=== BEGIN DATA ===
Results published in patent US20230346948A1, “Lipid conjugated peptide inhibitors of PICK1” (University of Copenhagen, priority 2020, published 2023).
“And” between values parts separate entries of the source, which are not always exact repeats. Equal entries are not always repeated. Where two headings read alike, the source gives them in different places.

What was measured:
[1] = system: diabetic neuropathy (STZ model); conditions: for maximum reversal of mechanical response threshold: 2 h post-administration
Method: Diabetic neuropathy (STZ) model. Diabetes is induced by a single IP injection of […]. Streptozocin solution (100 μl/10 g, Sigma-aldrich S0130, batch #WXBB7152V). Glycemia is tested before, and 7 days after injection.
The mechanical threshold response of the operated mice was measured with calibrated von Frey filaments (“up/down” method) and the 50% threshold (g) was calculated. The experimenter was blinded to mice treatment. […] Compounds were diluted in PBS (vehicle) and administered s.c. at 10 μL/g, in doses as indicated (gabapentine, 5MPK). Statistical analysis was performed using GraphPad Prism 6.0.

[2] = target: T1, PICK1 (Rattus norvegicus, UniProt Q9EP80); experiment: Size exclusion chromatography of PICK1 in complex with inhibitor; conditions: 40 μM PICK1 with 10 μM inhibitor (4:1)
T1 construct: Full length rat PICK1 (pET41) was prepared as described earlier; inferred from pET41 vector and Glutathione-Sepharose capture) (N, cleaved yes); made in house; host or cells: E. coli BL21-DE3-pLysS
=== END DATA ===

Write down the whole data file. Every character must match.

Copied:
Results published in patent US20230346948A1, “Lipid conjugated peptide inhibitors of PICK1” (University of Copenhagen, priority 2020, published 2023).
“And” between values parts separate entries of the source, which are not always exact repeats. Equal entries are not always repeated. Where two headings read alike, the source gives them in different places.

What was measured:
[1] = system: diabetic neuropathy (STZ model); conditions: for maximum reversal of mechanical response threshold: 2 h post-administration
Method: Diabetic neuropathy (STZ) model. Diabetes is induced by a single IP injection of […]. Streptozocin solution (100 μl/10 g, Sigma-aldrich S0130, batch #WXBB7152V). Glycemia is tested before, and 7 days after injection.
The mechanical threshold response of the operated mice was measured with calibrated von Frey filaments (“up/down” method) and the 50% threshold (g) was calculated. The experimenter was blinded to mice treatment. […] Compounds were diluted in PBS (vehicle) and administered s.c. at 10 μL/g, in doses as indicated (gabapentine, 5MPK). Statistical analysis was performed using GraphPad Prism 6.0.

[2] = target: T1, PICK1 (Rattus norvegicus, UniProt Q9EP80); experiment: Size exclusion chromatography of PICK1 in complex with inhibitor; conditions: 40 μM PICK1 with 10 μM inhibitor (4:1)
T1 construct: Full length rat PICK1 (pET41) was prepared as described earlier; inferred from pET41 vector and Glutathione-Sepharose capture) (N, cleaved yes); made in house; host or cells: E. coli BL21-DE3-pLysS